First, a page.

By calling up a no when you need it, you gain a bit of deserved time for yourself, and equally important, no prepares your child for the “real” world. Parental no’s teach children how to cope with disappointment, how to argue, how to strike a balance between work and play, time management and task prioritization — essential experiences that aren’t always taught in school. When children grow up learning these concepts, they are more likely to be successful in their academics, relationships and, later on, in their careers.

10 Tips for Saying NO

In The Book of NO I point out that you have certain rights.
Among them: Using no to get your life in control and to be in control
of it; requesting details before committing; refusing anyone, including
your children, who insists on an immediate answer. Exercising your “no”
rights will change how you think when your children’s requests seem
excessive, unnecessary or impossible to meet given your other
commitments.

In our culture of “yes parenting,” here are suggestions and reminders to make saying no to your children easier:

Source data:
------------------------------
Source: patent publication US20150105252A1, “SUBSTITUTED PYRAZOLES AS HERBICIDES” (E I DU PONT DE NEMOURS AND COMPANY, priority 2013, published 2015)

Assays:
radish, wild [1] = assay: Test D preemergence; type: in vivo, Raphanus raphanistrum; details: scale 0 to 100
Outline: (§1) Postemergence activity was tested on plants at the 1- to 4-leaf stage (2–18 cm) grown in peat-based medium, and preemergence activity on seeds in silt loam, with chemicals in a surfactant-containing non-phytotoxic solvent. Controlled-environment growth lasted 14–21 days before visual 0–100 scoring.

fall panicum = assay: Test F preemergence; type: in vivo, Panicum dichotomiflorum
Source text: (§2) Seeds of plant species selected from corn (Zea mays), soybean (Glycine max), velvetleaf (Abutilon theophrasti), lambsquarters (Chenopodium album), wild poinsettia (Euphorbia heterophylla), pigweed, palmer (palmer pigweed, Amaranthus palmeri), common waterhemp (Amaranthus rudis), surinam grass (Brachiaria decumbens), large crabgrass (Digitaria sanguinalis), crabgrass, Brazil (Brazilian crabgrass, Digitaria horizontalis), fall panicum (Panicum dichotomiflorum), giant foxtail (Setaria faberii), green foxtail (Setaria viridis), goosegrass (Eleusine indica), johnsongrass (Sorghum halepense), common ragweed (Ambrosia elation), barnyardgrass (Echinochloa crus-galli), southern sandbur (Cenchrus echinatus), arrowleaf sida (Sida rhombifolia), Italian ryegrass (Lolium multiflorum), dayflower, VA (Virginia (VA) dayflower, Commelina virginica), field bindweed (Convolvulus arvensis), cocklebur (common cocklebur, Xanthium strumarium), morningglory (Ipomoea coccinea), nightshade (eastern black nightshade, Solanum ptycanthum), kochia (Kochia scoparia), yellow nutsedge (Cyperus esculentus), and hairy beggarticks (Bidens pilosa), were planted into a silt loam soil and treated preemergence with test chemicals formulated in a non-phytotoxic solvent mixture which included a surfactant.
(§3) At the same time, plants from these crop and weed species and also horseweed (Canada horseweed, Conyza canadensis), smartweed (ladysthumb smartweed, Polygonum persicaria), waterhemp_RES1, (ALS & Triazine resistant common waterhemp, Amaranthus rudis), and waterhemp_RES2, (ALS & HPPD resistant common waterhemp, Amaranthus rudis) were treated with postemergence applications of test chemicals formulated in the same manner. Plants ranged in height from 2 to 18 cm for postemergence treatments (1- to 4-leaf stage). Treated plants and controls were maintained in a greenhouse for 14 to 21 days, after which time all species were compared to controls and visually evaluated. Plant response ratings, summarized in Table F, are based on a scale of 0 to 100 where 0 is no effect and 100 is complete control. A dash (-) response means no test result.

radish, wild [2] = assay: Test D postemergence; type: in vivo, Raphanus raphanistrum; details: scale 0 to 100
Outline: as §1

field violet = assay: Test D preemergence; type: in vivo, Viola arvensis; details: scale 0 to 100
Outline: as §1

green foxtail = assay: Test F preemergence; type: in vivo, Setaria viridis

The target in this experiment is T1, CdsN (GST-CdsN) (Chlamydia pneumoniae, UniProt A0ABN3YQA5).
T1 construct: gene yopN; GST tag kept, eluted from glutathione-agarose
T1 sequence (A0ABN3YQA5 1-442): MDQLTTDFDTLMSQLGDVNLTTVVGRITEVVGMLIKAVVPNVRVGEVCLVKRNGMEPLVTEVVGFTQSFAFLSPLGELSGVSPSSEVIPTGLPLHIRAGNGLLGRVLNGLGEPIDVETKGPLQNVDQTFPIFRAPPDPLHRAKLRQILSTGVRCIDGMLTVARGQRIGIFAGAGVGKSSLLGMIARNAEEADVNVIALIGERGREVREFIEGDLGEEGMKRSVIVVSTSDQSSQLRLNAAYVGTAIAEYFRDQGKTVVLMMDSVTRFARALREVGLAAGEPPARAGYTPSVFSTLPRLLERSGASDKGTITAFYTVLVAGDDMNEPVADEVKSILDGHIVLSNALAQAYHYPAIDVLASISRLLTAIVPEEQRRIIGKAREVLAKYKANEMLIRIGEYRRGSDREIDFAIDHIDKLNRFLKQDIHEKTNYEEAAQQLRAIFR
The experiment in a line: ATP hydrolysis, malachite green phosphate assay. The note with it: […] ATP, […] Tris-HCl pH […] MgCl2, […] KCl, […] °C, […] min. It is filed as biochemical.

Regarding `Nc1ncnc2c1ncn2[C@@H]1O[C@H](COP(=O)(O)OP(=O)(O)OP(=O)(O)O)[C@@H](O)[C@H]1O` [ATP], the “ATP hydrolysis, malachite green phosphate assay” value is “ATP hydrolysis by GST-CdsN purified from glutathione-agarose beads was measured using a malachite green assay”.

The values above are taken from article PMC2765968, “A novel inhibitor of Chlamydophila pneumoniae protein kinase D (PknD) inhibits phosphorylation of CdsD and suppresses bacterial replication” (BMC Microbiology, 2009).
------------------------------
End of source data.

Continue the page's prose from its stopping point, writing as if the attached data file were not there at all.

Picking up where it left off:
•    Don’t get in the habit of putting your children’s wants and wishes before yours.
•    Forget about keeping up with the Joneses (one of the reasons many parents say yes).
•    Think about what’s really involved (in terms of time, money, health, pressure — yours and theirs).
•    Children get over disappointment far better and faster than parents do.
•    Don’t say yes to avoid confrontation.
•    Appropriate use of NO teaches important life lessons.
•    Saying NO helps instill your beliefs and values.
•    Remember, it is your parental right to say NO.
•    Park your guilt. As adults, your children will find something other than your refusals to fault you for.
•    Your children may even thank you for teaching them how to say no.

Thanks, Dr. Newman! For more on how to say NO to your children, friends, family and at work, visit www.thebookofno.com.

Yes You Can(!) Teach Your Baby to Love Veggies

Wednesday, January 2nd, 2008


Want your baby to learn to like fruits and veggies? If you’re breastfeeding, you can start by eating these healthy foods yourself, according to new research published in the journal Pediatrics.